Visiting Vietnam War Battle Sites: Dak To Airfield, Kontum Province.

Visiting Vietnam War Battle Sites: Dak To Airfield, Kontum Province.

Above Photo: At Dak To airfield, standing in drying cassava, with the battle site of Charlie Hill right behind.

On a recent BACK-related trip into the tri-border area of Kontum Province, looking for sites and sights from the Vietnam War, my guide took me to a large, abandoned US airfield near Dak To.

Panorama of Dak To airfield during the Vietnam War.

Panorama of Dak To airfield during the Vietnam War.

He called it ‘Phoenix’ Airstrip, but I think it was better known as the ‘Dak To’ airfield, although I’m happy to be corrected.

Dak To Airstrip during the Vietnam War.

Dak To Airstrip during the Vietnam War.

And today - the runway covered in drying cassava.

And today – the runway covered in drying cassava.

The first thing I noticed was that the two very long runways were covered with a white substance, which stank to high heaven. I was told it was tapioca (cassava) drying before being used to make the food additive Monosodium Glutamate (MSG).

Dak To airfield back then.

Dak To airfield back then.

In the distance I could clearly see Charlie Hill, the site of a major battle between the North Vietnamese Army (NVA) and the US-backed South Vietnamese, after the US had left the country. Unusually, the South Vietnamese Army had held on and fought to their deaths, rather than surrender. It was a pivotal battle in the North’s victory over the South, and is still remembered in Vietnamese popular culture.

And now - a close-up of the drying cassava.

And now – a close-up of the drying cassava.

My guide also pointed out other hills nearby, where the battle for Dak To had taken place back in November 1967, at great loss of life to US soldiers fighting to dislodge the well-dug-in and determined NVA.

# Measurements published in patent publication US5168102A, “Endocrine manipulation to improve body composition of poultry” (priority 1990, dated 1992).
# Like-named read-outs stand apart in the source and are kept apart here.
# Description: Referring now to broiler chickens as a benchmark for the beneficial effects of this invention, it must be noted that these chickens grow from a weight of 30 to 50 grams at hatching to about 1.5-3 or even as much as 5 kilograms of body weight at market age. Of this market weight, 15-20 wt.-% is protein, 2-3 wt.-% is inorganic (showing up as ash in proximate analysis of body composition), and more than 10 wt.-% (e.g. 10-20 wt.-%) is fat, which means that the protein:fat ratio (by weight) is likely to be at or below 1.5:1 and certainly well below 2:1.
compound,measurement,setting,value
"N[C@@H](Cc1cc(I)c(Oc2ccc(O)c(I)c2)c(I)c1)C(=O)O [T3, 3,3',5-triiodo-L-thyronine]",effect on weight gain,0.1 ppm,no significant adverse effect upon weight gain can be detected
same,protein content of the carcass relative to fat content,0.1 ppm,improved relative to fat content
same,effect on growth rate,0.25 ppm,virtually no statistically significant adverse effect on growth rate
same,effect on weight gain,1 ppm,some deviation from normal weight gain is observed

Former Vietnam War-era inhabitants of the airfield (John M Taylor).

Former Vietnam War-era inhabitants of the airfield (John M Taylor).

The present occupants - Cassava farmers drying their crop.

The present occupants – Cassava farmers drying their crop on the long runway.

In its heyday, the airstrip had been built to accommodate large planes such as C-47s, supply planes like the C-130 and it had a very active chopper base on it too.

Aerial shot of the base during the Vietnam War.

Aerial shot of the base during the Vietnam War.

As the war progressed, the NVA got ever closer to Dak To, rendering the airfield unusable, as it came under attack by mortar, rockets and NVA sapper teams.

Another shot of Charlie Hill from the airfield.

Another shot of Charlie Hill from the airfield.

There was a Special Forces base on the airfield, probably because of its proximity to the Cambodian border and the Ho Chi Minh Trail, which lies only a few miles away. This made the base a very tempting target for the NVA, who often besieged it.

After the war, the base was ripped apart for scrap, and many mines, bombs and other pieces of UXO were removed to be sold, although my guide warned me not to plunge off into the bush anywhere, as much of it still remained around the site.

Approximate location of Dak To, in the red circle.

Approximate location of Dak To, in the red circle.

For a modern-day take on the Vietnam War, POWs/MIAs and Adventure Backpackers trekking into the war-ravaged jungles of Asia, see: http://peteralanlloyd.com/back-part-2/backpackers-meet-the-vietnam-war-back-screenplay-finally-finished/

For POWs left behind in Laos, see:

© Peter Alan Lloyd

BACK Parts 1 and 2

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Front cover of BACK Part 1.

Front cover of BACK Part 1.

Front cover of BACK Part 2.

Front cover of BACK Part 2.

 

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